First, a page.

Note: my office pc was born 2006 and still going strong. Following an advice my mom, a computer science professor, gave me about 20 years ago, I bought the best specification possible at that time.

Thursday, March 12, 2015

The trinity of data science: the wall, the nail and the hammer

In Leo Breiman's legendary paper on "Statistics modeling: the two cultures" a trend in statistical research was criticized: people, holding on to their models (methods), look for data to apply their models (methods). "If all you have is a hammer, everything looks like a nail," Breiman quoted.

A similar research scheme was observed recently in data science. The availability of large unstructured data sets (i.e., Big Data) have sparkled imagination of quantitative researchers (and data scientists wanna-be) everywhere. Challenges such as the Linked-In economic graph challenge have invited people to think hard of creative ways to unlock the information hidden in the vast "data" that can potentially lead to novel data products. The exploratory nature of this trend, to some extent, resembles the quest of a hammer in search for nails. Only this time, it is a vast facet of under-utilized wall in search of deserved nails. Once the most deserved nails (or hooks and other wall installations) are identified, the most appropriate hammers (or tools) will be identified or crafted for the installation of them.

In every data science project, there is this trinity of three basic components: the problem to be addressed, the data to be used and the method/model for the hack.
The Trinity of Data Science

Traditional statistical modeling usually starts with the problem, assuming certain generative mechanism (model) for a potential data source, and device a suitable method. The hack sequence is then problem-data-methods (or first start with the nail, then choose which wall to use, and then decide which hammer to use, considering the nature of the nail and the wall).

Data mining explores data using suitable methods to reveal interesting patterns and eventually suggests certain discoveries that addresses important scientific problems. The hack sequence is then data-methods-problem (the wall, the available hammers, and the nails).

Data scientists enter this tri-fold path at different points, depending on their career path. The ones from an applied domain have most likely entered from a problem entry point, then to data and then to methods. It is often very tempting to use the same methods when one moves from one set of data to the next set of data. The training of these application domain data scientists often comes with a "manual" of popular methods for their data. Data evolve. So should the adopted methods, especially given the advancements in the methodological domain. The hammer used to be the best for the nail/wall might no long be the best given the current new collection of hammers. It is time to upgrade.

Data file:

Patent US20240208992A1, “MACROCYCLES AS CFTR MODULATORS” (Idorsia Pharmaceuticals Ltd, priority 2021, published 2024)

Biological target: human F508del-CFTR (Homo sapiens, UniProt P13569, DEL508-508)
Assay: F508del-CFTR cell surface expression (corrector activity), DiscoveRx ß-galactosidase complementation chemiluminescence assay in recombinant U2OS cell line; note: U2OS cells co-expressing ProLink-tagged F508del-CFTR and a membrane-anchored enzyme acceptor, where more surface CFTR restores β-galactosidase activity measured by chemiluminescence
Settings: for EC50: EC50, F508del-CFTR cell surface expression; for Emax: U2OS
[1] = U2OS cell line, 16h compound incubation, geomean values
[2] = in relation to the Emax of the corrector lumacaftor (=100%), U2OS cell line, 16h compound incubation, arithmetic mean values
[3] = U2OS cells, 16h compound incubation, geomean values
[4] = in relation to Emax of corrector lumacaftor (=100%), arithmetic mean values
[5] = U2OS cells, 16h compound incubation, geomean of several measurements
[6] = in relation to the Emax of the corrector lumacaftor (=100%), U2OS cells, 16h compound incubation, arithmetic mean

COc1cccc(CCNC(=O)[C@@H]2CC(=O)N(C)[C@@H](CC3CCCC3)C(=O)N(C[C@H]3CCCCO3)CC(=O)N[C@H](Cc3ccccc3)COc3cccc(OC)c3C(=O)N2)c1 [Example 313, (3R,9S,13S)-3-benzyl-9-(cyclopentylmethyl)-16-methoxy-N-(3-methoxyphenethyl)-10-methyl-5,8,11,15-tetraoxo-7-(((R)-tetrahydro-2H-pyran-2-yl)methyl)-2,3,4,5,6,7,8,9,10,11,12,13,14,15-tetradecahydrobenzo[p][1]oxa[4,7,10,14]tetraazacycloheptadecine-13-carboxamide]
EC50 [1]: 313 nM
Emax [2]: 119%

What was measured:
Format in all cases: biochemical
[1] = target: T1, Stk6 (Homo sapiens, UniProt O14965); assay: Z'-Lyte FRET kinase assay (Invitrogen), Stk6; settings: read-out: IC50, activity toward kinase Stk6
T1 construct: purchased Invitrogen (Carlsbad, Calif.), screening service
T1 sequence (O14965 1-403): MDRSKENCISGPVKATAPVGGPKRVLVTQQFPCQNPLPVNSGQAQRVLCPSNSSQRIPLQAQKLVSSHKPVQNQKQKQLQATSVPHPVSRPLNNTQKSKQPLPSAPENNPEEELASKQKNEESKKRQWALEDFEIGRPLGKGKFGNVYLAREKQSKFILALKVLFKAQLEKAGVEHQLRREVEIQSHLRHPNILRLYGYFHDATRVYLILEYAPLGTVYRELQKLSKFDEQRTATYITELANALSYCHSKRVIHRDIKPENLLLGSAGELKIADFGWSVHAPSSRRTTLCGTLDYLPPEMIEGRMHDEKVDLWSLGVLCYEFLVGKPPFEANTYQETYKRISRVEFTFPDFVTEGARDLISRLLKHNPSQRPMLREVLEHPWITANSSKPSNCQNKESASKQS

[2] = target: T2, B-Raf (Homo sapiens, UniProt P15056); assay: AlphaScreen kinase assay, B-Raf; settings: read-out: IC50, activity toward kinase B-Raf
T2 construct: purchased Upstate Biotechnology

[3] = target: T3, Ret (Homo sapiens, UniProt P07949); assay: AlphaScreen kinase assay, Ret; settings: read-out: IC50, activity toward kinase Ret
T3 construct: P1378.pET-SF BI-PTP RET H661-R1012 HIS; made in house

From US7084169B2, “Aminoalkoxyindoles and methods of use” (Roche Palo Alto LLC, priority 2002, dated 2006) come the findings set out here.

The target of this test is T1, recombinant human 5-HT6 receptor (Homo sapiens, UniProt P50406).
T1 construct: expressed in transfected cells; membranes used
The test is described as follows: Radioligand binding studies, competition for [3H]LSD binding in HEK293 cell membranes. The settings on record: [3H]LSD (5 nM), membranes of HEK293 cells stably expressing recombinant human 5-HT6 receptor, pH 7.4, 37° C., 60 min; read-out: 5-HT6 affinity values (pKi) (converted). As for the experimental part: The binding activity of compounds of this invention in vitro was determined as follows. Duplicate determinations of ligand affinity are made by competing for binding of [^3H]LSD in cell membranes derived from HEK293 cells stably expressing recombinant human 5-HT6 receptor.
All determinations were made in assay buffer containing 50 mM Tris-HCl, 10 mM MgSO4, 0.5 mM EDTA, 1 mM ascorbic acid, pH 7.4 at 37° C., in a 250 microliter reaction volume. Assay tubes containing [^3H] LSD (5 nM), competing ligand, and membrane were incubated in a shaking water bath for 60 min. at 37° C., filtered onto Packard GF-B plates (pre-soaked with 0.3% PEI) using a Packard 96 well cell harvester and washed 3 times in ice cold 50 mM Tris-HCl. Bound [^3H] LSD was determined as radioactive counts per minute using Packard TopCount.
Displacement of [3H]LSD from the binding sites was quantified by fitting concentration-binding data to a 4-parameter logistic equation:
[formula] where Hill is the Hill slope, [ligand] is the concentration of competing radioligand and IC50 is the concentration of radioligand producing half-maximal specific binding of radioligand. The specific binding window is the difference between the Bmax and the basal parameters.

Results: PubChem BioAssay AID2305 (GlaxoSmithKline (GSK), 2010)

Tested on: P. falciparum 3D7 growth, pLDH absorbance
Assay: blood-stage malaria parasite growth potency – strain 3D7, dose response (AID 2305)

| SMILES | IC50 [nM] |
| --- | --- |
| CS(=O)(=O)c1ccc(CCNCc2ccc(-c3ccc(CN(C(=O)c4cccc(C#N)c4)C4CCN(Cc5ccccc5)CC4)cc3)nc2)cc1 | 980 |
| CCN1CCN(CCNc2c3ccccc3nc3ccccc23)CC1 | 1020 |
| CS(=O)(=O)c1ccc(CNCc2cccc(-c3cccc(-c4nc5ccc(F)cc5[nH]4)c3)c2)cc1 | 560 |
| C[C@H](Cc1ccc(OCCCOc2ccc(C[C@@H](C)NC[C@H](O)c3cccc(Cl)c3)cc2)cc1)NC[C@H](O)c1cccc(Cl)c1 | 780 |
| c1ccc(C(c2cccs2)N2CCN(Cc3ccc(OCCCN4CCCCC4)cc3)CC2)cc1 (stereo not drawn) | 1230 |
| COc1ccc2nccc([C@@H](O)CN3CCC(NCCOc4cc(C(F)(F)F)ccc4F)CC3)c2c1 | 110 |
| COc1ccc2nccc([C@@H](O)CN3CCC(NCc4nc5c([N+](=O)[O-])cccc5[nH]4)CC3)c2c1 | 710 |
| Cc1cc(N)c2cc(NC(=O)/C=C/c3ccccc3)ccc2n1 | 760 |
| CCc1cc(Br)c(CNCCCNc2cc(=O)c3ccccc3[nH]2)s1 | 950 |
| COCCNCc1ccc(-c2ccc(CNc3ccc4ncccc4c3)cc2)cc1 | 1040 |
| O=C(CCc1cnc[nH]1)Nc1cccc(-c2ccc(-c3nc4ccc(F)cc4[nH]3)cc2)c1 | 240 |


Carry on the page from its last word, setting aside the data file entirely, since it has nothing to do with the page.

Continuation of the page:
Methodological data scientists such as statisticians enter from the methodological perspective due to their training. When looking for ways to apply or extend their methods, they should consider problems where their methods might be applied and then find good data for the problem. In the process, one should never take for granted that the method can just be applied to the problem-data duo in its original form.

Computational data scientists and engineers often started from manipulating large data sets. These Algorithms were motivated by previous problems of interests or models that have been studied. When a similar large set of data become available, the most interesting problems can be answered by this set of data might be different from the ones have been addressed before in another data set. One should use creative methods to identify novel patterns in such data and discovery interesting problems to answer.

Looking at this trinity map of data science, it is then easy to understand that, for some, there will naturally be phases when one knows a few methods (from their training, or prior hacks of data sets) and looks for (other) data sets or problems to hack; and for some others, there will be phases when one has a big data set and looks for problems that can be answered by this data set. And there will also be those who start with a problem, find or collect data and apply existing or novel methods on the data.